Built amphitheatrically at the foot of Mount Zas, the picturesque village of Danakos is situated deep in a gorge at the foot of Mt. Zas on Naxos’s eastern side. It is one of the island’s oldest settlements with references by Homer and ancient historians Thucydides and Polybius, but also attested by the numerous remains of an ancient cemetery, wells and Byzantine chapels in the area.
The name Danakos is thought to derive either from Danaoi –an early Greek tribe- or from “danax” – the ancient word for cane, which is considered to have proliferated in the area.
The village of Danakos is well-known for its plentiful and clear water springs which used to power a number of mills. The remnants of seven of these mills can still be seen in the lush gorge where plane trees and oleanders predominate. Its main feature is the water spring on its western side.
Cultural events, such as kouzinomagiremata (cookery contests) and concerts by well-known Greek artists are held at the plateau (central square) under the centenarian plane tree at the water spring every summer.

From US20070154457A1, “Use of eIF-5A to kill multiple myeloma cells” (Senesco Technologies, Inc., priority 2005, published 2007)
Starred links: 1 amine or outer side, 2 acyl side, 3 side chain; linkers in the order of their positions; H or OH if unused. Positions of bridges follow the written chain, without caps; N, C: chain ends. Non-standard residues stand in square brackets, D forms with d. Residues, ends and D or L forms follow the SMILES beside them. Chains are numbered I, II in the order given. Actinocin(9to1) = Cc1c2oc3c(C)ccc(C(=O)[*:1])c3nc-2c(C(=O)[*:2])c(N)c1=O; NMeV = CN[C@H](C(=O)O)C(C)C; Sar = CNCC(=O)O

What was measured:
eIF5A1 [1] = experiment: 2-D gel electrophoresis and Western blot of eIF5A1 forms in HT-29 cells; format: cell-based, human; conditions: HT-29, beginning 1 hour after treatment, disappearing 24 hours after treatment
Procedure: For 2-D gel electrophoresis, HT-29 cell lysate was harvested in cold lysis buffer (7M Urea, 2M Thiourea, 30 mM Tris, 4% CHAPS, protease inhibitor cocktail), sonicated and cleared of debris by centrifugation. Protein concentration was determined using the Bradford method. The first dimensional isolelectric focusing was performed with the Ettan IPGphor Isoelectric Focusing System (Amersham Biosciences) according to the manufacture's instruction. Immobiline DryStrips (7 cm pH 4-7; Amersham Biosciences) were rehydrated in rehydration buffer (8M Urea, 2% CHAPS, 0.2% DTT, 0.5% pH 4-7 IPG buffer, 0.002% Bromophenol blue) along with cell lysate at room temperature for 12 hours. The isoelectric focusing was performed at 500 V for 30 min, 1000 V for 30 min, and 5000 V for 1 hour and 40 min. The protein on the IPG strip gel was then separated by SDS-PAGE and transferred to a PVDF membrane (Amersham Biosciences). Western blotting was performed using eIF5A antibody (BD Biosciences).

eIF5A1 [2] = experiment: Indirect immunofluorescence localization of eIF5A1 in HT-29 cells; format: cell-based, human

There are around 160 permanent residents in Danakos, the majority of whom are farmers, stone masons and millers.
Naxos’ oldest monastery, Photodotis, located at a short distance from the village, is also a must for visitors.
Zoodochos Pigi (“The Spring of Eternal Life”) is the holy patron of the village. The church is located next to the fountainhead. Vespers are held on the eve and mass in the morning on the annual Zoodochos Pigi celebration day (panagiri), which takes place on the Friday after Easter. The holy icon is then paraded around the village. Feasting, music and dance follow in the local tavernas.
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